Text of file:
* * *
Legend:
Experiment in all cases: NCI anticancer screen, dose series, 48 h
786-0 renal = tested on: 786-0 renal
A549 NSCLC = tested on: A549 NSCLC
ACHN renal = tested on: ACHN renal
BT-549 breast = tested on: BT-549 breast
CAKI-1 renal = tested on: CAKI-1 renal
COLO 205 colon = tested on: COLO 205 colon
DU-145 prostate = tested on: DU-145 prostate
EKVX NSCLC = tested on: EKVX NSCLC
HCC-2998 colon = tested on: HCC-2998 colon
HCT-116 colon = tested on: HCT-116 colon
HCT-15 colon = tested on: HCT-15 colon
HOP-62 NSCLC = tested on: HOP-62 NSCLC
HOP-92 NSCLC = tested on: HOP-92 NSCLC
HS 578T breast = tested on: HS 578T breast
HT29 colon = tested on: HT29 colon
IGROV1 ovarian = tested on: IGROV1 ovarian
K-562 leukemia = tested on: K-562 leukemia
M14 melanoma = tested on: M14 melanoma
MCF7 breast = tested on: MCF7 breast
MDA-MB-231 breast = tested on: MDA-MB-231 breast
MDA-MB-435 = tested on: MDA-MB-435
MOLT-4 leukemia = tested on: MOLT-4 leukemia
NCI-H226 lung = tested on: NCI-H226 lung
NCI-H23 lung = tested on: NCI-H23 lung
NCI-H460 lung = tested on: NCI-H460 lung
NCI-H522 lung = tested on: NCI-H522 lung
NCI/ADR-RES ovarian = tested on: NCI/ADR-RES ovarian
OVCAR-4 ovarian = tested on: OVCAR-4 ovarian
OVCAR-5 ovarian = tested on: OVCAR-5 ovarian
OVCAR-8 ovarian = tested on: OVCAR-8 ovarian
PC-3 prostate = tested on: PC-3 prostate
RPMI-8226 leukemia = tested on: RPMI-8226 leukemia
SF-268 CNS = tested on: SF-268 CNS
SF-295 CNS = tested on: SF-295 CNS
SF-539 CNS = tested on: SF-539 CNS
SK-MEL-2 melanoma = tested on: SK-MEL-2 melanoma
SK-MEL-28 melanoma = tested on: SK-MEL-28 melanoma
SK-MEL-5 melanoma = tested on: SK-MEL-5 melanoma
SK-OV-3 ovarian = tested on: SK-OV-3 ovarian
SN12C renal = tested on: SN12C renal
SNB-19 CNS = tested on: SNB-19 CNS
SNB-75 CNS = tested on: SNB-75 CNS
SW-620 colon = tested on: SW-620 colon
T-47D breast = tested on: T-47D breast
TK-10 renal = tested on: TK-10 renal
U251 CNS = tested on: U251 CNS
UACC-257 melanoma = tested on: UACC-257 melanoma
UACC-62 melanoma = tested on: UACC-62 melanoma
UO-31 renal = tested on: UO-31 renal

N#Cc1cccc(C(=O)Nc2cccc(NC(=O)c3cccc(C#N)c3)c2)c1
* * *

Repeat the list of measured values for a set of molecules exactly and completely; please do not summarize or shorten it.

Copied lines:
Legend:
Experiment in all cases: NCI anticancer screen, dose series, 48 h
786-0 renal = tested on: 786-0 renal
A549 NSCLC = tested on: A549 NSCLC
ACHN renal = tested on: ACHN renal
BT-549 breast = tested on: BT-549 breast
CAKI-1 renal = tested on: CAKI-1 renal
COLO 205 colon = tested on: COLO 205 colon
DU-145 prostate = tested on: DU-145 prostate
EKVX NSCLC = tested on: EKVX NSCLC
HCC-2998 colon = tested on: HCC-2998 colon
HCT-116 colon = tested on: HCT-116 colon
HCT-15 colon = tested on: HCT-15 colon
HOP-62 NSCLC = tested on: HOP-62 NSCLC
HOP-92 NSCLC = tested on: HOP-92 NSCLC
HS 578T breast = tested on: HS 578T breast
HT29 colon = tested on: HT29 colon
IGROV1 ovarian = tested on: IGROV1 ovarian
K-562 leukemia = tested on: K-562 leukemia
M14 melanoma = tested on: M14 melanoma
MCF7 breast = tested on: MCF7 breast
MDA-MB-231 breast = tested on: MDA-MB-231 breast
MDA-MB-435 = tested on: MDA-MB-435
MOLT-4 leukemia = tested on: MOLT-4 leukemia
NCI-H226 lung = tested on: NCI-H226 lung
NCI-H23 lung = tested on: NCI-H23 lung
NCI-H460 lung = tested on: NCI-H460 lung
NCI-H522 lung = tested on: NCI-H522 lung
NCI/ADR-RES ovarian = tested on: NCI/ADR-RES ovarian
OVCAR-4 ovarian = tested on: OVCAR-4 ovarian
OVCAR-5 ovarian = tested on: OVCAR-5 ovarian
OVCAR-8 ovarian = tested on: OVCAR-8 ovarian
PC-3 prostate = tested on: PC-3 prostate
RPMI-8226 leukemia = tested on: RPMI-8226 leukemia
SF-268 CNS = tested on: SF-268 CNS
SF-295 CNS = tested on: SF-295 CNS
SF-539 CNS = tested on: SF-539 CNS
SK-MEL-2 melanoma = tested on: SK-MEL-2 melanoma
SK-MEL-28 melanoma = tested on: SK-MEL-28 melanoma
SK-MEL-5 melanoma = tested on: SK-MEL-5 melanoma
SK-OV-3 ovarian = tested on: SK-OV-3 ovarian
SN12C renal = tested on: SN12C renal
SNB-19 CNS = tested on: SNB-19 CNS
SNB-75 CNS = tested on: SNB-75 CNS
SW-620 colon = tested on: SW-620 colon
T-47D breast = tested on: T-47D breast
TK-10 renal = tested on: TK-10 renal
U251 CNS = tested on: U251 CNS
UACC-257 melanoma = tested on: UACC-257 melanoma
UACC-62 melanoma = tested on: UACC-62 melanoma
UO-31 renal = tested on: UO-31 renal

N#Cc1cccc(C(=O)Nc2cccc(NC(=O)c3cccc(C#N)c3)c2)c1